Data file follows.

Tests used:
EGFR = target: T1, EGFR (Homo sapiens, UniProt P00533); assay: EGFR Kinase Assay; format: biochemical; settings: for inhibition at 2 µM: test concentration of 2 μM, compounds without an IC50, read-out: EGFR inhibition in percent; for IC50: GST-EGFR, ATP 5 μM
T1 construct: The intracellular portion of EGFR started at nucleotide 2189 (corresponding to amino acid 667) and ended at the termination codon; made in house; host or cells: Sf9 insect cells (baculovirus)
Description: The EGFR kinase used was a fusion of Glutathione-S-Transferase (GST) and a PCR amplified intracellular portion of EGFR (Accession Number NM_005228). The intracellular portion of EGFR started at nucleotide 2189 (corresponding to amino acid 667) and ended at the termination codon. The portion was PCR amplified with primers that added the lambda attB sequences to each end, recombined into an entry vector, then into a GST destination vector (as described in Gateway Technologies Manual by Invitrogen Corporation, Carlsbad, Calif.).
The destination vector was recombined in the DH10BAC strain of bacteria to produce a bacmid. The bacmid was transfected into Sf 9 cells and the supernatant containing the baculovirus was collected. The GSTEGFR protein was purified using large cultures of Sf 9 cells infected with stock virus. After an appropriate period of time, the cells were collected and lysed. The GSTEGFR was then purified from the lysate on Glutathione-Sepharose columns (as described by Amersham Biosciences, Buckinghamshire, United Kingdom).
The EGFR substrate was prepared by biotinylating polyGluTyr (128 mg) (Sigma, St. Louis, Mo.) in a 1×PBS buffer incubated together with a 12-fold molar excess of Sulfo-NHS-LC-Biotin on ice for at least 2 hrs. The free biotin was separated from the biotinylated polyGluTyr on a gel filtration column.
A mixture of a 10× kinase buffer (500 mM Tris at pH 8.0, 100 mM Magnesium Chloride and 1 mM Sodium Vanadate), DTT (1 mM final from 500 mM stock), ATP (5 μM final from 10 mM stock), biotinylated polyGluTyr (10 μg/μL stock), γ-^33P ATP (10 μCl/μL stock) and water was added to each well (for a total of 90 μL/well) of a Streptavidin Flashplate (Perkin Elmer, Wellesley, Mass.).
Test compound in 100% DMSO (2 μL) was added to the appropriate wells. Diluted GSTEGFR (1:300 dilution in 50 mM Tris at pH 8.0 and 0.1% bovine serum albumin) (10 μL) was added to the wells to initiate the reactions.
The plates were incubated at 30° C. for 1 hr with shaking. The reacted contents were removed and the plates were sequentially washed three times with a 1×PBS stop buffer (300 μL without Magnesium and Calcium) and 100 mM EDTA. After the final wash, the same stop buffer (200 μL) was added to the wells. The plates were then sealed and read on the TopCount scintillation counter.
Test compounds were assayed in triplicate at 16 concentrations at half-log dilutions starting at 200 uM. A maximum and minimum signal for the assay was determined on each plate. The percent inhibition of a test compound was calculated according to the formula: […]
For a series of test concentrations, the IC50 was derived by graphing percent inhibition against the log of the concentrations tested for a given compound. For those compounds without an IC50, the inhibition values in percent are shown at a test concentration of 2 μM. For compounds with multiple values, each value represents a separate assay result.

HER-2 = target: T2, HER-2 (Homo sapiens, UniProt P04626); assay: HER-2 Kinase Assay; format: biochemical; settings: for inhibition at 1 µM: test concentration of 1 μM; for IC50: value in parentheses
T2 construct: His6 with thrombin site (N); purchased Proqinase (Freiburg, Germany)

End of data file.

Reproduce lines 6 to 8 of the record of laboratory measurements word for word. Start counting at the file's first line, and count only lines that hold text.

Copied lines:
The EGFR substrate was prepared by biotinylating polyGluTyr (128 mg) (Sigma, St. Louis, Mo.) in a 1×PBS buffer incubated together with a 12-fold molar excess of Sulfo-NHS-LC-Biotin on ice for at least 2 hrs. The free biotin was separated from the biotinylated polyGluTyr on a gel filtration column.
A mixture of a 10× kinase buffer (500 mM Tris at pH 8.0, 100 mM Magnesium Chloride and 1 mM Sodium Vanadate), DTT (1 mM final from 500 mM stock), ATP (5 μM final from 10 mM stock), biotinylated polyGluTyr (10 μg/μL stock), γ-^33P ATP (10 μCl/μL stock) and water was added to each well (for a total of 90 μL/well) of a Streptavidin Flashplate (Perkin Elmer, Wellesley, Mass.).
Test compound in 100% DMSO (2 μL) was added to the appropriate wells. Diluted GSTEGFR (1:300 dilution in 50 mM Tris at pH 8.0 and 0.1% bovine serum albumin) (10 μL) was added to the wells to initiate the reactions.